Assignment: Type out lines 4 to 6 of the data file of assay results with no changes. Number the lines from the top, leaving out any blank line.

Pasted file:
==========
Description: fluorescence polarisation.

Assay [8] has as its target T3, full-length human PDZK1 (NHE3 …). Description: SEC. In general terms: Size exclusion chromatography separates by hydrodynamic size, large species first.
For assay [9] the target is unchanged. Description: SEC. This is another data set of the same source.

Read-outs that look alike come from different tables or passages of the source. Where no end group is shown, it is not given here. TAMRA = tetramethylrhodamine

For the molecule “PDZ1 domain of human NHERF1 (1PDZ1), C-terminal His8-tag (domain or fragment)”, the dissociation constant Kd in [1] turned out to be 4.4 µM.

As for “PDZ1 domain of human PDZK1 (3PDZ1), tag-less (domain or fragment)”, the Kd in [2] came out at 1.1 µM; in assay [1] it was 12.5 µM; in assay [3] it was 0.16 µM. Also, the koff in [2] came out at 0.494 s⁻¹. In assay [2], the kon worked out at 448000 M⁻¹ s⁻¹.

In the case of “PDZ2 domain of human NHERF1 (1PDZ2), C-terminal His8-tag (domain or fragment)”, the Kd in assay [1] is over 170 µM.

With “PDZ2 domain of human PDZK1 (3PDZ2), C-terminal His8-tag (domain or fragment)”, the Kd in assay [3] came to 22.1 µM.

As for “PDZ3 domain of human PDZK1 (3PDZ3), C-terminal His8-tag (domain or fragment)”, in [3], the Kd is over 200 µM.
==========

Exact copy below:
Read-outs that look alike come from different tables or passages of the source. Where no end group is shown, it is not given here. TAMRA = tetramethylrhodamine

For the molecule “PDZ1 domain of human NHERF1 (1PDZ1), C-terminal His8-tag (domain or fragment)”, the dissociation constant Kd in [1] turned out to be 4.4 µM.

As for “PDZ1 domain of human PDZK1 (3PDZ1), tag-less (domain or fragment)”, the Kd in [2] came out at 1.1 µM; in assay [1] it was 12.5 µM; in assay [3] it was 0.16 µM. Also, the koff in [2] came out at 0.494 s⁻¹. In assay [2], the kon worked out at 448000 M⁻¹ s⁻¹.